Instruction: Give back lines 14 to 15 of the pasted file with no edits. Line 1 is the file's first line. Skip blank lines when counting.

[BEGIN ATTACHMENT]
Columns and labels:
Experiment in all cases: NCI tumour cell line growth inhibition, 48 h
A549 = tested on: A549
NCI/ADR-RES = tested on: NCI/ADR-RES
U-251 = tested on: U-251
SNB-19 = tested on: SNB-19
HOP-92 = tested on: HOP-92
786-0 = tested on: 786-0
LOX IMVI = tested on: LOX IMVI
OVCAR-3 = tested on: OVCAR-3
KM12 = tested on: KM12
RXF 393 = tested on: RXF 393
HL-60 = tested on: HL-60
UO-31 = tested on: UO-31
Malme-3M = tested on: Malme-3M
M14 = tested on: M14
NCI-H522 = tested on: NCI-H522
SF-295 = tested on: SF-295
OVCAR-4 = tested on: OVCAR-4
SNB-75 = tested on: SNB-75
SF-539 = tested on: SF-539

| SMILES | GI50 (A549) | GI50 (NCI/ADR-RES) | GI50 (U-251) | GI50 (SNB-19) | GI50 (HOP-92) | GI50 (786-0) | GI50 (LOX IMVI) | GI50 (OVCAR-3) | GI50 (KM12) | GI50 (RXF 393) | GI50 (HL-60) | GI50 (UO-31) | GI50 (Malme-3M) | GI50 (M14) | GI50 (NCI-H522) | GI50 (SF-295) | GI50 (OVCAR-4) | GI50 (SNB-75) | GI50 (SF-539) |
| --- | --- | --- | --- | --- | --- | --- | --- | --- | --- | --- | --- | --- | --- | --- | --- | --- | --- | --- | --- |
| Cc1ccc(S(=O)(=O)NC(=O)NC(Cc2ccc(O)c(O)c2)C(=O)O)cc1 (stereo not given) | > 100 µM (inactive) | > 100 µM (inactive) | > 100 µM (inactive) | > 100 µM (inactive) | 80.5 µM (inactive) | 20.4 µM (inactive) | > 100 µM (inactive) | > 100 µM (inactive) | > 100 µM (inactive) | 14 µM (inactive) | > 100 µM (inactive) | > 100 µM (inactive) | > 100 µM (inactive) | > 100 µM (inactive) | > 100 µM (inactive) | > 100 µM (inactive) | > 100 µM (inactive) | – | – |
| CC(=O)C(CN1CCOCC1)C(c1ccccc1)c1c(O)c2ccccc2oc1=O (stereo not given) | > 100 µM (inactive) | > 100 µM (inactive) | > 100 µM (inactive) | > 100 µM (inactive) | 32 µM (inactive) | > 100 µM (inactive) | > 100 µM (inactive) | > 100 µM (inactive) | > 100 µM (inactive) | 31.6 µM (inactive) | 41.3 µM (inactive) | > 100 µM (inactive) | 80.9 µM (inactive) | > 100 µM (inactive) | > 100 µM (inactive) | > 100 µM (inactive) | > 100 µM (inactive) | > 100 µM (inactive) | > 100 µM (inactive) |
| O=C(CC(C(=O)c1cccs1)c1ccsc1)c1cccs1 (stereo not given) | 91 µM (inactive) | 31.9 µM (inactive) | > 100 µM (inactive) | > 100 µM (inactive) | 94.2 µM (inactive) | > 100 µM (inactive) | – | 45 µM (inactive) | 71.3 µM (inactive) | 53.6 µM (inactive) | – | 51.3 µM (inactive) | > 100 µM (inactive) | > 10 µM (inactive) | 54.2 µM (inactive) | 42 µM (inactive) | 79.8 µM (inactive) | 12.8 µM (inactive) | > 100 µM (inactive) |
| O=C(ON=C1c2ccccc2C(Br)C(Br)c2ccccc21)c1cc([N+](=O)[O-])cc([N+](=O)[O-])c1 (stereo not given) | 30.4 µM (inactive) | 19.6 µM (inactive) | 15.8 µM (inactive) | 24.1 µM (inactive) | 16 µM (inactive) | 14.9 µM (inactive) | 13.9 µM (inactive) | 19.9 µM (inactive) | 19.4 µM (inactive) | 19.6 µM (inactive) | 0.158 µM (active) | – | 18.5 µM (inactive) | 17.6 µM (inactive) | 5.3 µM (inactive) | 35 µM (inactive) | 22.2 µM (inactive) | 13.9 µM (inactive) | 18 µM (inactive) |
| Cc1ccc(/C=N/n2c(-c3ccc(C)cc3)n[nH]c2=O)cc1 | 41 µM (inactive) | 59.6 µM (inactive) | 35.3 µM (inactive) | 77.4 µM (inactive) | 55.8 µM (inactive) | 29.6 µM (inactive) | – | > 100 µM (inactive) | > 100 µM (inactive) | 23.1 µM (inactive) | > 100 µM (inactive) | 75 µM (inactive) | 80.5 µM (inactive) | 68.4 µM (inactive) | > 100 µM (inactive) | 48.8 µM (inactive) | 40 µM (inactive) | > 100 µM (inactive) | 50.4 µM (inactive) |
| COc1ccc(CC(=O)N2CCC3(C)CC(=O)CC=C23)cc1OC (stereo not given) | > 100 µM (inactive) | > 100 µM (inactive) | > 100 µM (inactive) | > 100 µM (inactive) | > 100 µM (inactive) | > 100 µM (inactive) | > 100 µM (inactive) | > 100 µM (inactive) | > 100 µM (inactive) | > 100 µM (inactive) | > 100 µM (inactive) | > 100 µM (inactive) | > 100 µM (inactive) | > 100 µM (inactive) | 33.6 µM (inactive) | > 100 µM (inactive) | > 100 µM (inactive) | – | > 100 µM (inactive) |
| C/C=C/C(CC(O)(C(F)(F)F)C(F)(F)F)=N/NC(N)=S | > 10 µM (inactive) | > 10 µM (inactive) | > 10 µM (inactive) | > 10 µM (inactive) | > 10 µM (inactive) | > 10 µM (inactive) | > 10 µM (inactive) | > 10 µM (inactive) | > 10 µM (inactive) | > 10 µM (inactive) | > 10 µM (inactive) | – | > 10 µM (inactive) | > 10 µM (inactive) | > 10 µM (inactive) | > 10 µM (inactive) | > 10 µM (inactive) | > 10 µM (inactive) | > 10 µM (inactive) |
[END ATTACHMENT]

UO-31 = tested on: UO-31
Malme-3M = tested on: Malme-3M